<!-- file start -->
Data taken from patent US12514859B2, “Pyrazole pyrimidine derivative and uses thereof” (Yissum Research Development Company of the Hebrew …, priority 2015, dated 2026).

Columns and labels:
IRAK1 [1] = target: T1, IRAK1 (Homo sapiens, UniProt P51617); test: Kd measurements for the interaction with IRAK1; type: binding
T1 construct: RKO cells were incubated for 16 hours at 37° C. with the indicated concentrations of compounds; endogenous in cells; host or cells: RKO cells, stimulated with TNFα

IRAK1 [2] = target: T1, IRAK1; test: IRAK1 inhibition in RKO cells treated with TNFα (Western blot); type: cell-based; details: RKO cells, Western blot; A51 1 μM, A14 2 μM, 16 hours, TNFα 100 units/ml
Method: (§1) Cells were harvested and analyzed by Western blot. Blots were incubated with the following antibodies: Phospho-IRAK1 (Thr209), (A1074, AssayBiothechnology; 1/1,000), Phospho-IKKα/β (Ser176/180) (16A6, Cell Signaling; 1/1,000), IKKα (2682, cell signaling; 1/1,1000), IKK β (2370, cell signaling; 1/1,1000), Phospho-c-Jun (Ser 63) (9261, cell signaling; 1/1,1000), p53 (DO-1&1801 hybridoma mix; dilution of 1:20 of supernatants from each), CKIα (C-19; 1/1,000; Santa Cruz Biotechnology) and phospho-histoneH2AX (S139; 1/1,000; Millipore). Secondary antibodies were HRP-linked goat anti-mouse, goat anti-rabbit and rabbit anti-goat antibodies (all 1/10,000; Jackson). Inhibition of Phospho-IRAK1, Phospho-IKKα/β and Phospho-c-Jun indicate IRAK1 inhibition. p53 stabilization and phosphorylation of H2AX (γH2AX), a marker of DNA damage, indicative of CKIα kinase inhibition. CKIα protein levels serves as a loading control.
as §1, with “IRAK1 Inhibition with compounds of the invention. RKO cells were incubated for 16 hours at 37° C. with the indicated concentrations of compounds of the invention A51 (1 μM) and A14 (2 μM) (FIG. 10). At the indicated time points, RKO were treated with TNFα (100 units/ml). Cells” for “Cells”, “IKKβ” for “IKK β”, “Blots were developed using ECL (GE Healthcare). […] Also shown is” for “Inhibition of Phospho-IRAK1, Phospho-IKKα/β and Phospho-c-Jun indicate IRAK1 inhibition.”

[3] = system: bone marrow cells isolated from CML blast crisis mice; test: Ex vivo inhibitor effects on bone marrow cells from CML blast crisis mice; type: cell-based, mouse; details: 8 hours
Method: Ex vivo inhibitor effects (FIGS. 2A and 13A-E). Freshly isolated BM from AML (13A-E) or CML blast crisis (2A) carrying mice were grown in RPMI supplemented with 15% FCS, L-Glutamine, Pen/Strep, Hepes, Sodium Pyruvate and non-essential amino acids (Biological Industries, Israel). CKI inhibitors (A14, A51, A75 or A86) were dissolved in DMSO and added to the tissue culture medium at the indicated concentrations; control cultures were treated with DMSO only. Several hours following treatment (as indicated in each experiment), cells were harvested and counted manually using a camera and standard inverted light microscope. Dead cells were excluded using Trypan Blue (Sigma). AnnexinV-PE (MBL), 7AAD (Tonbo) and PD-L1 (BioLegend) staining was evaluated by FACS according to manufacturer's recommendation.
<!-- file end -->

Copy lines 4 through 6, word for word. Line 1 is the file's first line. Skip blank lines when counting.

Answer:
T1 construct: RKO cells were incubated for 16 hours at 37° C. with the indicated concentrations of compounds; endogenous in cells; host or cells: RKO cells, stimulated with TNFα

IRAK1 [2] = target: T1, IRAK1; test: IRAK1 inhibition in RKO cells treated with TNFα (Western blot); type: cell-based; details: RKO cells, Western blot; A51 1 μM, A14 2 μM, 16 hours, TNFα 100 units/ml
Method: (§1) Cells were harvested and analyzed by Western blot. Blots were incubated with the following antibodies: Phospho-IRAK1 (Thr209), (A1074, AssayBiothechnology; 1/1,000), Phospho-IKKα/β (Ser176/180) (16A6, Cell Signaling; 1/1,000), IKKα (2682, cell signaling; 1/1,1000), IKK β (2370, cell signaling; 1/1,1000), Phospho-c-Jun (Ser 63) (9261, cell signaling; 1/1,1000), p53 (DO-1&1801 hybridoma mix; dilution of 1:20 of supernatants from each), CKIα (C-19; 1/1,000; Santa Cruz Biotechnology) and phospho-histoneH2AX (S139; 1/1,000; Millipore). Secondary antibodies were HRP-linked goat anti-mouse, goat anti-rabbit and rabbit anti-goat antibodies (all 1/10,000; Jackson). Inhibition of Phospho-IRAK1, Phospho-IKKα/β and Phospho-c-Jun indicate IRAK1 inhibition. p53 stabilization and phosphorylation of H2AX (γH2AX), a marker of DNA damage, indicative of CKIα kinase inhibition. CKIα protein levels serves as a loading control.